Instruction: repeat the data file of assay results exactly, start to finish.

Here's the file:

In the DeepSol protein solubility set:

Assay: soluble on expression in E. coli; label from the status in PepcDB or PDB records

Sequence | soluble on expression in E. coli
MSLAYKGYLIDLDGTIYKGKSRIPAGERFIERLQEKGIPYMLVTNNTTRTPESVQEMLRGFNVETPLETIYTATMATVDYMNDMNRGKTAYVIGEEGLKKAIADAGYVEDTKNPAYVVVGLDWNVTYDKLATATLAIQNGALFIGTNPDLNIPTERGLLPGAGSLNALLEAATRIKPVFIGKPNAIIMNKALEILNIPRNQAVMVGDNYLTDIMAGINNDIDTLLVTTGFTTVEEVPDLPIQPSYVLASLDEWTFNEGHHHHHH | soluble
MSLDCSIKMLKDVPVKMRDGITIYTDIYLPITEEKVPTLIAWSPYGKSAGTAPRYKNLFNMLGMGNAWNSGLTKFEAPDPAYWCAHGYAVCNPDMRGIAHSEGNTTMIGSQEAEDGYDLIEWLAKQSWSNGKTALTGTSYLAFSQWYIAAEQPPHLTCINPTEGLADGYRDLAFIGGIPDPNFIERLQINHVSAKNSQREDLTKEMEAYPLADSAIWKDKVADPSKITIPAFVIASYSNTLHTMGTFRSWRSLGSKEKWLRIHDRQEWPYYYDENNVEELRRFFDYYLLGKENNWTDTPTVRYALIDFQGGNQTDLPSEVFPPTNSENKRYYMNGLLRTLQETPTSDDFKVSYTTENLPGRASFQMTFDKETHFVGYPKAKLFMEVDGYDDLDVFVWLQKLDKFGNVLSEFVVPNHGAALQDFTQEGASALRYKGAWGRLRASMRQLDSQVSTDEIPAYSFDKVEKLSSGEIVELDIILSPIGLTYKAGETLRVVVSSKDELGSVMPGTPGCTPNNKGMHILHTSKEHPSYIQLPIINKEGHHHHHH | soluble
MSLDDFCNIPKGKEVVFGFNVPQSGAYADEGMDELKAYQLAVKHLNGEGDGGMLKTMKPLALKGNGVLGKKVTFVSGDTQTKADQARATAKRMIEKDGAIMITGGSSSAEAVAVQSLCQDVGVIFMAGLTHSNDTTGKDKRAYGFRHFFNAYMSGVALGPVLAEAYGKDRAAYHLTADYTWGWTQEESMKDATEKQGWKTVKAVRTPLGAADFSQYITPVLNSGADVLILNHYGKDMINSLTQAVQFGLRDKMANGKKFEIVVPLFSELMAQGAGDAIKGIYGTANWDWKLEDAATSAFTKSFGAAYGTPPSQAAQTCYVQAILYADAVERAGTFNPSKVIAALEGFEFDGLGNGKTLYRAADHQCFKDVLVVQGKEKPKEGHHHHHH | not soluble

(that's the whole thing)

In the DeepSol protein solubility set:

Assay: soluble on expression in E. coli; label from the status in PepcDB or PDB records

Sequence | soluble on expression in E. coli
MSLAYKGYLIDLDGTIYKGKSRIPAGERFIERLQEKGIPYMLVTNNTTRTPESVQEMLRGFNVETPLETIYTATMATVDYMNDMNRGKTAYVIGEEGLKKAIADAGYVEDTKNPAYVVVGLDWNVTYDKLATATLAIQNGALFIGTNPDLNIPTERGLLPGAGSLNALLEAATRIKPVFIGKPNAIIMNKALEILNIPRNQAVMVGDNYLTDIMAGINNDIDTLLVTTGFTTVEEVPDLPIQPSYVLASLDEWTFNEGHHHHHH | soluble
MSLDCSIKMLKDVPVKMRDGITIYTDIYLPITEEKVPTLIAWSPYGKSAGTAPRYKNLFNMLGMGNAWNSGLTKFEAPDPAYWCAHGYAVCNPDMRGIAHSEGNTTMIGSQEAEDGYDLIEWLAKQSWSNGKTALTGTSYLAFSQWYIAAEQPPHLTCINPTEGLADGYRDLAFIGGIPDPNFIERLQINHVSAKNSQREDLTKEMEAYPLADSAIWKDKVADPSKITIPAFVIASYSNTLHTMGTFRSWRSLGSKEKWLRIHDRQEWPYYYDENNVEELRRFFDYYLLGKENNWTDTPTVRYALIDFQGGNQTDLPSEVFPPTNSENKRYYMNGLLRTLQETPTSDDFKVSYTTENLPGRASFQMTFDKETHFVGYPKAKLFMEVDGYDDLDVFVWLQKLDKFGNVLSEFVVPNHGAALQDFTQEGASALRYKGAWGRLRASMRQLDSQVSTDEIPAYSFDKVEKLSSGEIVELDIILSPIGLTYKAGETLRVVVSSKDELGSVMPGTPGCTPNNKGMHILHTSKEHPSYIQLPIINKEGHHHHHH | soluble
MSLDDFCNIPKGKEVVFGFNVPQSGAYADEGMDELKAYQLAVKHLNGEGDGGMLKTMKPLALKGNGVLGKKVTFVSGDTQTKADQARATAKRMIEKDGAIMITGGSSSAEAVAVQSLCQDVGVIFMAGLTHSNDTTGKDKRAYGFRHFFNAYMSGVALGPVLAEAYGKDRAAYHLTADYTWGWTQEESMKDATEKQGWKTVKAVRTPLGAADFSQYITPVLNSGADVLILNHYGKDMINSLTQAVQFGLRDKMANGKKFEIVVPLFSELMAQGAGDAIKGIYGTANWDWKLEDAATSAFTKSFGAAYGTPPSQAAQTCYVQAILYADAVERAGTFNPSKVIAALEGFEFDGLGNGKTLYRAADHQCFKDVLVVQGKEKPKEGHHHHHH | not soluble